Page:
FI F f max (MHz)

0000 Internal clock -

0001 372 5

0010 558 6

0011 744 8

0100 1116 12

0101 1488 16

0110 1860 20

0111 RFU -

FI F f max (MHz)

1000 RFU -

1001 512 5

1010 768 7.5

1011 1024 10

1100 1536 15

1101 2048 20

1110 RFU -

1111 RFU -

Table2: Values of the upper nibble of the TA1 byte of the ATR1. DI D 0000 RFU 0001 1 0010 2 0011 4 0100 8 0101 16 0110 32 0111 RFU


1000 12

1001 20

1010 1/2

1011 1/4

1100 1/8

1101 1/16

1110 1/32

1111 1/64

Table 3: Values of the lower nibble of the TA1 byte of the ATR1. TB1, TB2: Used to encode information concerning the programming voltage and current. TC1: Interpreted as an 8-bit unsigned integer representing the extra guard time required between characters (N). The default value of N is 0. TD1: Encodes Y1 in upper nibble and the protocol type in the lower nibble. ISO 7816-3 defines two protocols: the T=0 protocol and the T=1 protocol. T=0 is an asynchronous character-oriented protocol where an acknowledgement must be received for every byte that is sent. In contrast, T=1 is an asynchronous blockoriented protocol where a number of bytes can be sent before an acknowledgement must be received . If TD1 is not present, then T=0 is used implicitly.

The historical characters are usually used to indicate the type, model and use of the specific card. These are generally defined by the manufacturer or card issuer. There is no established standard for the data in these historical bits. The check character (TCK) is used to determine whether a transmission error occurred in sending the ATR from the card to the reader. TCK is a checksum calculated such that performing a bit-wise exclusive-or (XOR) operation on all bytes in the ATR from T0 to TCK results in a answer of zero.

Transmission Protocol Data Units

Transmission Protocol Data Units (TPDUs) are the data structures passed back and forth by the SIM and the CAD or ME. The two protocols commonly used for this communication are the T=0 protocol and the T=1 protocol.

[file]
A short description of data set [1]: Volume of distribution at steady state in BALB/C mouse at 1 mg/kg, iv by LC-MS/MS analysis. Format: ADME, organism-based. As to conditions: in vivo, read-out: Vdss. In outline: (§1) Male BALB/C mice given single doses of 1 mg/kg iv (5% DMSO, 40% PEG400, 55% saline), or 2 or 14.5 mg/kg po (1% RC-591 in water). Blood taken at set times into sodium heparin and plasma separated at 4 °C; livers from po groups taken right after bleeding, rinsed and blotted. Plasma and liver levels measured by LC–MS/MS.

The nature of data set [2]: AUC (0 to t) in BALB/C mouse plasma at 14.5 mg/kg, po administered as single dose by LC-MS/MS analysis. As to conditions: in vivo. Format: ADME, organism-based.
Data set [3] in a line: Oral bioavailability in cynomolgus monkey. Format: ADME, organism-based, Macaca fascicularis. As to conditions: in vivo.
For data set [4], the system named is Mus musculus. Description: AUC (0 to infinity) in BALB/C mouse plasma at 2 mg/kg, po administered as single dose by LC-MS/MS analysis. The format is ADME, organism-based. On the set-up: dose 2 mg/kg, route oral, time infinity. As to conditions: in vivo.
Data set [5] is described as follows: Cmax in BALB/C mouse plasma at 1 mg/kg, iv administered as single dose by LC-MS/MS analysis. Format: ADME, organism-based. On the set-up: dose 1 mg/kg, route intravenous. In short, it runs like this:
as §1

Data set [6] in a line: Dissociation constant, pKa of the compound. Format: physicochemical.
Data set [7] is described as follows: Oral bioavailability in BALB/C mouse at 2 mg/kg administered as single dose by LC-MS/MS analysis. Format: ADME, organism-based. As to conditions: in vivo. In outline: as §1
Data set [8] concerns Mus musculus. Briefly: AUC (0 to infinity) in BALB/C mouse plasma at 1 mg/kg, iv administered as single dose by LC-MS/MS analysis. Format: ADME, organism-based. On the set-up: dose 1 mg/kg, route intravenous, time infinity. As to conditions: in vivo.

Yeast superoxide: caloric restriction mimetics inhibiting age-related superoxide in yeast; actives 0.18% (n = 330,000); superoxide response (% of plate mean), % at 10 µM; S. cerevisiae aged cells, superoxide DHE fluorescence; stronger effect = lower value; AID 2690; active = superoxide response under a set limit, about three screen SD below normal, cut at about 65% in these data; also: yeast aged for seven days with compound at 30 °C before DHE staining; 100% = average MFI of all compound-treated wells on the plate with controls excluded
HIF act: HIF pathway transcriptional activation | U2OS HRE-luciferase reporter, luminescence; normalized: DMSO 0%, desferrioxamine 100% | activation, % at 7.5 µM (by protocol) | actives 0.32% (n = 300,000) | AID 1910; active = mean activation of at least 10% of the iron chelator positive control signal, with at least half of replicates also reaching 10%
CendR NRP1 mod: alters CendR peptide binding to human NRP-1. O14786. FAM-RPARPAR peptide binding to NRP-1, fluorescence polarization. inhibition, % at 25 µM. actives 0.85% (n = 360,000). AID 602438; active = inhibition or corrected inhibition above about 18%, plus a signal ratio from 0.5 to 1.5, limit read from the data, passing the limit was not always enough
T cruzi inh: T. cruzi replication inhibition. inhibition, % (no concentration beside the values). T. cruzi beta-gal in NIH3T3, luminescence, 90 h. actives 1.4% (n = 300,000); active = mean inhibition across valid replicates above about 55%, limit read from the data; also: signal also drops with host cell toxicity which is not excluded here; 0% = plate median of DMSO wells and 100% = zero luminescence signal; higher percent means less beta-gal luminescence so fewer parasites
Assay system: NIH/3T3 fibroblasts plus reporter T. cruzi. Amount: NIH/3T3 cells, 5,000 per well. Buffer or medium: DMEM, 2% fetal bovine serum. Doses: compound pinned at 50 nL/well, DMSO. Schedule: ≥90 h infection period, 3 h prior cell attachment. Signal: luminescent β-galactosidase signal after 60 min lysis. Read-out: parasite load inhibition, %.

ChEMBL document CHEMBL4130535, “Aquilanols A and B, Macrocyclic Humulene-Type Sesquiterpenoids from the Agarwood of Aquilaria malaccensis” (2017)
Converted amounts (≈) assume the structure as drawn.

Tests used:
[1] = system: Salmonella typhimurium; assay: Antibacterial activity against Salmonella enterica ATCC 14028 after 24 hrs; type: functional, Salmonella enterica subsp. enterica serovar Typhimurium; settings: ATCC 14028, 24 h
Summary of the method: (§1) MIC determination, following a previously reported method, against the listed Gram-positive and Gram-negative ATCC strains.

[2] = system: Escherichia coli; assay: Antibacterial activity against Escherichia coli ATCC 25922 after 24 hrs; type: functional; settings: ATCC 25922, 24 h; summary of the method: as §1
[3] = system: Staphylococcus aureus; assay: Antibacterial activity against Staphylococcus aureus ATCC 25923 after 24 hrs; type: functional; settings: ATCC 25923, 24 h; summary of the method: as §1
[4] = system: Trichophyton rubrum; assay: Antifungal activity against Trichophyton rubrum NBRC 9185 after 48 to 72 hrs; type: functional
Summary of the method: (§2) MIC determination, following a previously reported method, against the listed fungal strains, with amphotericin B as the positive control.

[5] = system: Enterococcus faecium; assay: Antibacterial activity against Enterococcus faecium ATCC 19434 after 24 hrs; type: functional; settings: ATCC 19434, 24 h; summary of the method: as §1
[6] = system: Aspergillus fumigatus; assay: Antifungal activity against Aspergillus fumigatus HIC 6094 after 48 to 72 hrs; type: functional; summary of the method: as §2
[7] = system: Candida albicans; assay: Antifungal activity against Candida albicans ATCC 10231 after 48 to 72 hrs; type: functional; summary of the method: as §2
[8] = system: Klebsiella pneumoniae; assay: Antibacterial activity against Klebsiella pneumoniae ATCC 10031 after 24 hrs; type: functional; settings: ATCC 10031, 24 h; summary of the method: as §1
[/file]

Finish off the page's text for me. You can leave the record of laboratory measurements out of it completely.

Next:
This protocol is a byte oriented protocol, meaning that the minimum unit of information transferred across the I/O channel is a byte. Error handling for this protocol is the same. This protocol tends to mix elements from the link-level and application-level protocol layers. The TPDU of the T=0 protocol is comprised of two data structures-one sent from a reader or device to the card and one sent back from the card(similar to command and response). The command header of the T=0 protocol includes the following five fields. CLA-this is a one byte field that is a collection of instructions INS-This is a one byte field that specifies a specific instruction to the card from within the set of instructions in the CLA P1-This is a one byte field that used to specify the addressing used by the INS and CLA instruction P2-this is a one byte field also used in addressing P3-this is a one byte field that is used to specify the number of bytes transferred to or from the card as part of the instruction execution2. The below table lists some of the instructions that can be contained in the CLA byte.

CLA Byte 0X 10 to 7F AX

Instruction Set ISO 7816-4 instructions (files and security) Reserved for future use Application/vendor specific instructions

8X or 9X ISO 7816-4 instructions B0 to CF ISO 7816-4 instructions D0 to FE Application/vendor specific instructions FF Reserved for protocol type selection